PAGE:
Visual recovery after surgical management depends on the functional and structural recovery of the macula which may be severely injured by chronic macular detachment and edema. Moreover, these eyes often have severe complications such as neovascular glaucoma and ischemic optic neuropathy which have been defined as predictors for low visual outcomes following surgery.[19,20] The unique set of characteristics of each patient with DR demonstrates the importance of undergoing an individualized and timely approach to treatment to preserve vision.
Hence, the aim of this study was to analyze the effect of pre-operative, intraoperative, and post-operative variables on visual and anatomical success in diabetic TRD treated with PPV at a single ophthalmological reference center. The evaluation of predictors associated with successful visual and anatomical outcomes may serve as guidance for improved surgical decisions and patient counseling.
MATERIAL AND METHODS
This study was approved by the Institutional Review Board and followed the tenets of the Declaration of Helsinki.
We retrospectively reviewed the medical records of patients with diabetic TRD surgically repaired with PPV between March 2014 and February 2015 at the Instituto de Oftalmología Fundación de Asistencia Privada Conde de Valenciana, IAP in Mexico City. The surgical approach, including the instrument gauge and the tamponade agent, was based on the surgeons’ preference at the time of surgery.
Out of the 250 records reviewed, 85 met the inclusion criteria. All patients required a pre-operative internal medicine and anesthesiology assessment, a complete eye examination by a retina specialist, a pre-operative A-scan and B-scan ultrasonography, and a follow-up consultation 1 and 3 months after the surgery. Patients were excluded if they had a non-diabetic TRD or a previous surgically repaired retinal detachment. Pre-operative, intraoperative, and postoperative variables were obtained from all records and are summarized in [Table 1].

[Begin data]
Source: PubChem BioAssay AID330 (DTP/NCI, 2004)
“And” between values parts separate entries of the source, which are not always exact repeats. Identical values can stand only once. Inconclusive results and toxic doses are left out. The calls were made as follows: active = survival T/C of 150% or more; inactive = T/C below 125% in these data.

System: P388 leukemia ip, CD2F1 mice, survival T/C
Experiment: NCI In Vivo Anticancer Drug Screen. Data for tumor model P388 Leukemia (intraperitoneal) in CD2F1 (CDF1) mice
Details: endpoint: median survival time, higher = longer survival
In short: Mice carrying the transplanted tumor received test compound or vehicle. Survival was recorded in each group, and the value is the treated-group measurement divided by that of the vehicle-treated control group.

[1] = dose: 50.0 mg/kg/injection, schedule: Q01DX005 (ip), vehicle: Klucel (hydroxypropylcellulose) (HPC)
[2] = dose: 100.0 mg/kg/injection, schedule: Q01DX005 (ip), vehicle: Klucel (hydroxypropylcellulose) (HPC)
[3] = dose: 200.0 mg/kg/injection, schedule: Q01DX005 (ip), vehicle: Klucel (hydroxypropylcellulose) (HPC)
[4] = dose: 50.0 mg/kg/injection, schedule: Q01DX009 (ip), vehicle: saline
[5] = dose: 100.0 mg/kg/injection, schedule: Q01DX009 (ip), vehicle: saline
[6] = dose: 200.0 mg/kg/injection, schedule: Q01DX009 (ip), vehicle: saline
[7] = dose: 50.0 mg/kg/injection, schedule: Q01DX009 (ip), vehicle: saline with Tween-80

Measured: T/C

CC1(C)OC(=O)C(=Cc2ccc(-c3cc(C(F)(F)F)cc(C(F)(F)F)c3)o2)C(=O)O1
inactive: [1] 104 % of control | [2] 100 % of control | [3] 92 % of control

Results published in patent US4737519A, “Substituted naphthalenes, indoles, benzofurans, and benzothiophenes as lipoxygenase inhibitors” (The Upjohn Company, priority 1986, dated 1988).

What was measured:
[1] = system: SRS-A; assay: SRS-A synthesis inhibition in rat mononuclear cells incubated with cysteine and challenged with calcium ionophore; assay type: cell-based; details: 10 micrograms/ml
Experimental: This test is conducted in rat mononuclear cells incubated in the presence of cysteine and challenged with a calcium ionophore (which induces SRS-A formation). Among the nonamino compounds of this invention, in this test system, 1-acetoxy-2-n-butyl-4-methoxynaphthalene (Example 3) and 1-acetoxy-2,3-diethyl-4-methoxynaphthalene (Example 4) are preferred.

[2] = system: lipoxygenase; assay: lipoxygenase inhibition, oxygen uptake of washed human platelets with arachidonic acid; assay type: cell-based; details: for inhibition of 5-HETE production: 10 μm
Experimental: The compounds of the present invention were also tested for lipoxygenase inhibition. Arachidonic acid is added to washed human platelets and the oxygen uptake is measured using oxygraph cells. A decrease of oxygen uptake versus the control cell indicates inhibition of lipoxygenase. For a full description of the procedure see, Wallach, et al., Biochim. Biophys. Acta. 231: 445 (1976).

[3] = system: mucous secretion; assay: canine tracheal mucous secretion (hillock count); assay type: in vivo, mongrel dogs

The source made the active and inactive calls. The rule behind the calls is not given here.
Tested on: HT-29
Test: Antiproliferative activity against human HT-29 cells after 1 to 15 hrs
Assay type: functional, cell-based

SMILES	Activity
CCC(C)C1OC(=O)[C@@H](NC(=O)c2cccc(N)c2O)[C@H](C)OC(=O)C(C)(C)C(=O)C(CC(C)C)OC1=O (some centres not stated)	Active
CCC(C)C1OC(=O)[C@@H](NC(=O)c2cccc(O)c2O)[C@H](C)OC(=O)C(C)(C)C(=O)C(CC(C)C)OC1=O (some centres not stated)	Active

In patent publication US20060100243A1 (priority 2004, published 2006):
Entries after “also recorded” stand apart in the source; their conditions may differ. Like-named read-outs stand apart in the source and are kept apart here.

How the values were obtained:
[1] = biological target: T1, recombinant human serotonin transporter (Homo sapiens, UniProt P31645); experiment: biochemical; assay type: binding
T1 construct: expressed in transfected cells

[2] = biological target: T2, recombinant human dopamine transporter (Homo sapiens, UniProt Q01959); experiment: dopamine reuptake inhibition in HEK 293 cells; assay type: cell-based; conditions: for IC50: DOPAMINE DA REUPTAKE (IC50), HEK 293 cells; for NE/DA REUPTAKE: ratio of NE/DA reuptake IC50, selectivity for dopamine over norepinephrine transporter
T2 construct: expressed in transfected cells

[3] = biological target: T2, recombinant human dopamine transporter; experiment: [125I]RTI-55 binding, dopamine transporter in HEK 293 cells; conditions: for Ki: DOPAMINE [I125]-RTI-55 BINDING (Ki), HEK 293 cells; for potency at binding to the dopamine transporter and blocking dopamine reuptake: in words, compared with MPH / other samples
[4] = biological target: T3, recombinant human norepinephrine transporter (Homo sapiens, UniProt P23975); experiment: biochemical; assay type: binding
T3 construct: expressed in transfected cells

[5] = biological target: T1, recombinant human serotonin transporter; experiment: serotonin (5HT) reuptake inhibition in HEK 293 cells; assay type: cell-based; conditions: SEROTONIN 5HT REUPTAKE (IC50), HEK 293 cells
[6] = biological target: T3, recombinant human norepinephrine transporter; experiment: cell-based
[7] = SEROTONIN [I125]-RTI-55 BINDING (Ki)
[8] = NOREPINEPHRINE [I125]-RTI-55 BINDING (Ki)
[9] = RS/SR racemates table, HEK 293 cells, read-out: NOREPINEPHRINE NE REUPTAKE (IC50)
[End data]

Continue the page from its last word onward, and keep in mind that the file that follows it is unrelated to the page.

The pre-operative variables included: Age, type of DM (1 or 2), the period between the diagnosis of DM and the TRD in years, type of systemic treatment, microvascular or macrovascular systemic manifestations due to DM, BMI, creatinine level (mg/dl), best-corrected visual acuity (BCVA) measured on a Snellen chart, axial length (measured by an A-scan ultrasonography), the period between the onset of visual symptoms and the surgical intervention, lens status (phakic, aphakic, and pseudophakic), neovascular glaucoma, vitreous hemorrhage (VH), macula status assessed on the B-scan ultrasonography, and history of pre-operative panretinal laser photocoagulation (PRP) and/or anti-VEGF intravitreal injection.
The intraoperative variables included: Concurrent cataract extraction at the time of PPV, use of tamponade agent (silicone oil, air, octafluoro propane gas, or sulfur hexafluoride gas), duration of the surgery, presence of retinotomies and/ or other surgical complications, intraoperative observations such as submacular hemorrhage, macular hole or optic disc pallor, and the use of special surgical techniques such as bimanual vitrectomy, viscodissection, or dissection with perfluoro-N-octane.
The post-operative variables included: The presence of VH, recurrent retinal detachment (tractional, rhegmatogenous, or combined), neovascular glaucoma, and glaucoma due to vitreoretinal surgery.
The main outcome measures were anatomical success and BCVA at post-operative month (POM) 3. A successful visual outcome was defined as gaining at least one line of vision at POM 3. Anatomical success was considered if a completely attached retina was observed at the final follow-up examination.
Statistical procedures used for this analysis included Fisher’s exact test, Kruskal–Wallis test, and Mann–Whitney U test. P < 0.05 was considered statistically significant.